The Grand County (Ut.) Search and Rescue received a call from the surviving party at about 2 p.m. An initial group of rescuers was helicoptered into the site and began a more extensive, but fruitless, search. Finally, someone probed inside the hole the Carotherses had begun and got a positive strike on Garrett’s machine. But it was almost dark, and the search had to be suspended for the night.
A much larger group, including volunteers from Grand County and Mesa County (Colo.) SAR teams, made its way back in on Sunday morning. By noon Carothers’ body had been recovered, buried 12 feet deep and about five feet from his snowmobile.
Forgensi did a fracture-line profile to determine the mechanics of the slide. He found the newest layer of snow was a soft slab “deposited on a NW wind” as the recent storm left the area. And he found a faceted weak layer on top of a pencil-hard sun crust. This was the failure plane at the crown line, the bed surface on which the snow began to move. The sliding snow then “stepped down” to the ground; the force of the first collapse in the upper layers caused the full depth of the snowpack to fracture and move down the path.
Together the Carotherses and the school are planning a memorial service for Garrett at the Norwood school on Monday, March 12, at 2 p.m. Superintendent Crews said the family “wanted it then so Garrett’s friends can all come.”
Meanwhile, his friends on the basketball teams will be playing their hearts out on the Front Range.
PUBLISHED MARCH 5, 2012
Snowmobiler Caught in Utah’s La Sal Mountains
SAN MIGUEL COUNTY – Eighteen-year-old Garrett Carothers of Redvale was buried and killed Saturday, March 3, in an avalanche in the La Sal Mountains of eastern Utah, according to a statement from Utah's Grand County Sheriff's Department.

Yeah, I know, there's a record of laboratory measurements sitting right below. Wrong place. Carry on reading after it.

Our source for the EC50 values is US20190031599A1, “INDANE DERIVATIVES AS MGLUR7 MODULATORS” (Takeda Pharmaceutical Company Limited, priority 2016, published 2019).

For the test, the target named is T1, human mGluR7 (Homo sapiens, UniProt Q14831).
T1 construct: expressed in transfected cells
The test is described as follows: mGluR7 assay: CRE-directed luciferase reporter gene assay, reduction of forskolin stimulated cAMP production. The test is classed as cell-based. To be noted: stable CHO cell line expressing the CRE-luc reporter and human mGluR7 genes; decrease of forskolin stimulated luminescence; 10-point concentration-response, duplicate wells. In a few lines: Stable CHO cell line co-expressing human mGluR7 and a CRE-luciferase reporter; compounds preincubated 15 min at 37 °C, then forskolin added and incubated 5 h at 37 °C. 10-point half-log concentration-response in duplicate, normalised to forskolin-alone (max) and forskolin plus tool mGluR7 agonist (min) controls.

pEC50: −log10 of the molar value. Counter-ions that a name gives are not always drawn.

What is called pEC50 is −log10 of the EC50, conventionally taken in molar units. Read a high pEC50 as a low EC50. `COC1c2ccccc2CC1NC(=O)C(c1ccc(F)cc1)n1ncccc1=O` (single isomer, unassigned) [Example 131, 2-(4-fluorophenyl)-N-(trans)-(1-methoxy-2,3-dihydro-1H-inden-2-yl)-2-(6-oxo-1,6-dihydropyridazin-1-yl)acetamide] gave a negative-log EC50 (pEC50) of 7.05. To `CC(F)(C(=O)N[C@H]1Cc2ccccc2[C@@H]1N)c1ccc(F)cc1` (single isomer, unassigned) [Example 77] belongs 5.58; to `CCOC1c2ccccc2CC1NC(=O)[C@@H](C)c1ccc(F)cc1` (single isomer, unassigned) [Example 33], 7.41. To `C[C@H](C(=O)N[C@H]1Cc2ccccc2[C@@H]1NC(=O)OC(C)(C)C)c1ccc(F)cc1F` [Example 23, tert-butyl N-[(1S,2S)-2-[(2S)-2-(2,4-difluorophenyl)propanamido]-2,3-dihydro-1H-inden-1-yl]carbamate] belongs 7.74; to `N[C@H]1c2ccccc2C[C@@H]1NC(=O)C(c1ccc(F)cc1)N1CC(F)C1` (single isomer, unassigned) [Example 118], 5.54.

Carothers, a senior at Norwood High School, was on a snowmobile tour with three friends. His is the 24th avalanche death in the U.S. this winter.
The four started from Gateway, Colo., and toured up the summer road into Beaver Basin in the La Sals. Snow was deep, and the group had decided to turn around when the avalanche struck, catching Carothers, the fourth in line, and burying him under 12 feet of debris.
According to Max Forgensi, Las Sals observer for the Utah Avalanche Center, the slide ran at about 10:30 a.m. on a sunny SE aspect from about 10,200 feet elevation. It was a soft slab between 1 and 4 feet deep at the crown line, 700 feet wide, and ran about 1,000 vertical feet. It was unclear whether the snowmobilers triggered the avalanche from below.
The others in the party worked for nearly two hours to locate their companion before retreating to find cell service. An initial group of rescuers was helicoptered into the site some time after 2 p.m. Saturday, and had a probe strike on the victim’s snow machine, but had to retreat as darkness set in. A much larger group made its way back in on Sunday morning when Carothers’ body was recovered, about three feet from his machine.
Carothers was a student at Norwood High School, which, on Monday, March 5, was “in counseling mode,” according to a message from the school’s front office.